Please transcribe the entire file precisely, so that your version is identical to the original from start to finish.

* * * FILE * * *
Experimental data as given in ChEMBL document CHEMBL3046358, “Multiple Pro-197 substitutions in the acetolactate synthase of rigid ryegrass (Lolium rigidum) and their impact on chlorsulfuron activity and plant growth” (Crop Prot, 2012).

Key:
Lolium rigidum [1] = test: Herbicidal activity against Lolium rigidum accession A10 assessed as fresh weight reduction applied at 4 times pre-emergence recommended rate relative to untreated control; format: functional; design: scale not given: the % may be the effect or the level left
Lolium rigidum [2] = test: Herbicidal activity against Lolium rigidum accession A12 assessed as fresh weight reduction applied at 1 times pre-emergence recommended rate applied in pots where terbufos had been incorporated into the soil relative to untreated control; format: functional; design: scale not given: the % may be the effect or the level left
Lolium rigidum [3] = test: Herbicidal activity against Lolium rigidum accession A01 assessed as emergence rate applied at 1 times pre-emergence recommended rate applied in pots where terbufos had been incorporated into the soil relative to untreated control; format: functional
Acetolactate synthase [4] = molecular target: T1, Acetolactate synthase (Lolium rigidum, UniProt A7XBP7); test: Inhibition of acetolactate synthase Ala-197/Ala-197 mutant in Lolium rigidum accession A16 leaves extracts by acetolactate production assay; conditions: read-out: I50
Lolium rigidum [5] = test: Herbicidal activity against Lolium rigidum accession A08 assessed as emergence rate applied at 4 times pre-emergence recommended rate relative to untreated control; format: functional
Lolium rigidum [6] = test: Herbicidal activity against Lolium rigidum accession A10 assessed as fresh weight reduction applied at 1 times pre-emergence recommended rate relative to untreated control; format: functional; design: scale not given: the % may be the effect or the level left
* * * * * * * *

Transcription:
Experimental data as given in ChEMBL document CHEMBL3046358, “Multiple Pro-197 substitutions in the acetolactate synthase of rigid ryegrass (Lolium rigidum) and their impact on chlorsulfuron activity and plant growth” (Crop Prot, 2012).

Key:
Lolium rigidum [1] = test: Herbicidal activity against Lolium rigidum accession A10 assessed as fresh weight reduction applied at 4 times pre-emergence recommended rate relative to untreated control; format: functional; design: scale not given: the % may be the effect or the level left
Lolium rigidum [2] = test: Herbicidal activity against Lolium rigidum accession A12 assessed as fresh weight reduction applied at 1 times pre-emergence recommended rate applied in pots where terbufos had been incorporated into the soil relative to untreated control; format: functional; design: scale not given: the % may be the effect or the level left
Lolium rigidum [3] = test: Herbicidal activity against Lolium rigidum accession A01 assessed as emergence rate applied at 1 times pre-emergence recommended rate applied in pots where terbufos had been incorporated into the soil relative to untreated control; format: functional
Acetolactate synthase [4] = molecular target: T1, Acetolactate synthase (Lolium rigidum, UniProt A7XBP7); test: Inhibition of acetolactate synthase Ala-197/Ala-197 mutant in Lolium rigidum accession A16 leaves extracts by acetolactate production assay; conditions: read-out: I50
Lolium rigidum [5] = test: Herbicidal activity against Lolium rigidum accession A08 assessed as emergence rate applied at 4 times pre-emergence recommended rate relative to untreated control; format: functional
Lolium rigidum [6] = test: Herbicidal activity against Lolium rigidum accession A10 assessed as fresh weight reduction applied at 1 times pre-emergence recommended rate relative to untreated control; format: functional; design: scale not given: the % may be the effect or the level left